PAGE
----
Soon a story written by Marcel Aymé, Le Loup, translated into English as The Wolf (by me) will be out in an illustrated edition of Delos Journal. The editor’s decision to illustrate it really blew me away. Life for me is much easier to bear when I’m reading an illustrated book.
Now, in anticipation of the Delos wolf, I’m wondering whether he’ll be fierce or deceptively gentle. In my tall piles of books about fairies and fantasy there are many wolfish images from the 19th and 20th centuries that leave me dreaming about ideal illustrations for my translated tales. Today I pondered over a few of the images that have taken my fancy.
Illustrated fairy tale collections published for children since the 19th century are usually delicate, refined, unreal and rarely violent despite the brutal stories they represent. Take, for example, Arthur Rackham’s fine drawing in which the wolf doesn’t look particularly threatening:
Aymé was clearly inspired by that guilty wolf we’ve all met in fables and fairy tales if not in real life. In his little story (which I hope you’ll read when it comes out later this year…) two little blonde girls remind their visitor, the wolf, that he’s never been good, he’s always been bad, and as an example they evoke La Fontaine’s fable about the wolf and the lamb, depicted here by Gustave Moreau, where the wolf appears a little hungrier than Rackham’s:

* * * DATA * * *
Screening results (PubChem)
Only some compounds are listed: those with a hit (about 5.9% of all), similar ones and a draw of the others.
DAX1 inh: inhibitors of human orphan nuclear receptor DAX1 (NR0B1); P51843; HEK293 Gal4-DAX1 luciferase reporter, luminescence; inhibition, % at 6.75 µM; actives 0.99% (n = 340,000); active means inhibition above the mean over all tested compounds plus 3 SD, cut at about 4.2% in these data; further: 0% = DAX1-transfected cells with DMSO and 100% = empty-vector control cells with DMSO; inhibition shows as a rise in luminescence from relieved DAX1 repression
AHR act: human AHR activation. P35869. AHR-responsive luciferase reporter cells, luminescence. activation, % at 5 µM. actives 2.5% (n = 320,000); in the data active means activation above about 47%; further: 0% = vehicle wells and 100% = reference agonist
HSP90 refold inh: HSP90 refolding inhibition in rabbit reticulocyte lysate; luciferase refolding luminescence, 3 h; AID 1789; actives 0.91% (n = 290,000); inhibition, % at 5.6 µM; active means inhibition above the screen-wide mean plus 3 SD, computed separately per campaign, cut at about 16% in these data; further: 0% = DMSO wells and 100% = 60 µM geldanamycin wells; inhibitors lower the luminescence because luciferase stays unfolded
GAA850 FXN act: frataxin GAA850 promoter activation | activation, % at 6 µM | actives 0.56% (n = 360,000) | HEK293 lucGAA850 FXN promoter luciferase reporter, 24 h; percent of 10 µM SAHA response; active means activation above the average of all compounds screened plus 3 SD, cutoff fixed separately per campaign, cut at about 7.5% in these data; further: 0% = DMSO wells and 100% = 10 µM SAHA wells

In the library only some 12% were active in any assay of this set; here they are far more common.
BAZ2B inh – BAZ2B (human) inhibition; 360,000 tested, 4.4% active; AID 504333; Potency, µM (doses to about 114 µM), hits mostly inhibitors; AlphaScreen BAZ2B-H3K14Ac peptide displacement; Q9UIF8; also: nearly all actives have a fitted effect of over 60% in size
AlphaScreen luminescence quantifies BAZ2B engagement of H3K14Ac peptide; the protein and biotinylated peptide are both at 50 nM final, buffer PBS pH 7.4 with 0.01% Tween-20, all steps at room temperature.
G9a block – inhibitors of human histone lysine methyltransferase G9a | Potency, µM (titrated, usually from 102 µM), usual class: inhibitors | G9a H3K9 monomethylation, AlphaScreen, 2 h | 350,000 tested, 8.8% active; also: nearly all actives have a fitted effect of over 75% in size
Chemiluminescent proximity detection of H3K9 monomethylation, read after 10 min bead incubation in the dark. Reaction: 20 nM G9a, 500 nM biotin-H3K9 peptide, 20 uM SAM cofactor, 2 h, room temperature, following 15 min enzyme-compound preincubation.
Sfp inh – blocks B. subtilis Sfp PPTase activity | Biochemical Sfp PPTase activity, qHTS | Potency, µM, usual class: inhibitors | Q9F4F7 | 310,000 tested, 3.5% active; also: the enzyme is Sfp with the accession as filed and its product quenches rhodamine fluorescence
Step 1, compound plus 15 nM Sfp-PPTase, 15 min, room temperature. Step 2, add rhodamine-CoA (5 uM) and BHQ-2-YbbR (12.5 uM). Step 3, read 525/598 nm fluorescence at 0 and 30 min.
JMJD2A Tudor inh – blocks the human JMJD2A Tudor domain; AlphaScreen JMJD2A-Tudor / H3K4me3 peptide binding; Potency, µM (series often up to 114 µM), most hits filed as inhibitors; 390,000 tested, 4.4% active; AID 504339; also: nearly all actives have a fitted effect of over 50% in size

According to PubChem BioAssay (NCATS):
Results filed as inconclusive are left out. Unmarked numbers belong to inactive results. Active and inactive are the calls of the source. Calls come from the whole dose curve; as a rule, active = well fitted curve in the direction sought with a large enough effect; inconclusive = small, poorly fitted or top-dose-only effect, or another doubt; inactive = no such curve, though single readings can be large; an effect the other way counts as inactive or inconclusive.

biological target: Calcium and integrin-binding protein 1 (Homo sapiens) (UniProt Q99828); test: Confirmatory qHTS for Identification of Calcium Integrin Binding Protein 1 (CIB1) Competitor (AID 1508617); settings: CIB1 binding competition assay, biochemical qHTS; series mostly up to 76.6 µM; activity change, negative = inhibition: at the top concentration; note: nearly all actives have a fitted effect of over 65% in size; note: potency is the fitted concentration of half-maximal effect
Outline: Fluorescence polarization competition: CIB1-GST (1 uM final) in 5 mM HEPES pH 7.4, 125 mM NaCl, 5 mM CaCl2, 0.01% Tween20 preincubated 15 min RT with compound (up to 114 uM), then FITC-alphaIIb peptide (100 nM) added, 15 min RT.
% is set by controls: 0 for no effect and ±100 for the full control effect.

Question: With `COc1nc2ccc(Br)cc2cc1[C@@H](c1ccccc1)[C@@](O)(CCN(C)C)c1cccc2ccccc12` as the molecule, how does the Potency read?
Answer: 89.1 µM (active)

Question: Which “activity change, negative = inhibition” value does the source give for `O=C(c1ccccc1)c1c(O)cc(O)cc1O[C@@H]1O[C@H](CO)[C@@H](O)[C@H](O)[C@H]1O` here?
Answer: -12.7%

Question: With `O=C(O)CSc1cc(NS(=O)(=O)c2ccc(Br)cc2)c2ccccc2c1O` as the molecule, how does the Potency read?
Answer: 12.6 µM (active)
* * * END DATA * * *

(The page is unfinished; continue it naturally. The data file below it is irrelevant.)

Aymé’s wolf claims to have changed his ways, he denies he ate Little Red Riding Hood’s grandmother though we’ve been led to believe otherwise by this illustration by another French Gustave. Gustave Doré depicts the moment just before the wolf is about to take his first bite, his long tongue lolling as Grandma realises her terrible fate.
While Doré’s image would be a wee bit scary for a child, a stretch of the imagination might be needed to associate animal instincts with Shaun Tan’s little sculpture. Today I discovered his illustration for a very abbreviated version of ‘Little Red Cap’ by the Brothers Grimm. It has none of the pretty trees and tendrils of Rackham’s image, but neither does it have the drooling wolves of Moreau’s and Doré’s sketches. It’s composed of two tiny solid characters crafted from clay with the simplest features.
My favourite wolf image this week is one which depicts the kind of wolf you’ll find at the end of Aymé’s story. It’s by Rackham but it’s a far scarier drawing than we saw above. Here, Becfola, of an Irish fairy tale, is perched on branches just out of reach of hungry mouths. It instils in me exactly the kind of fear I’d have if a wolf had chased me up a tree.
I’m anxiously awaiting the appearance of Aymé’s The Wolf. You can be sure I’ll be blogging about it the moment I hear it’s out.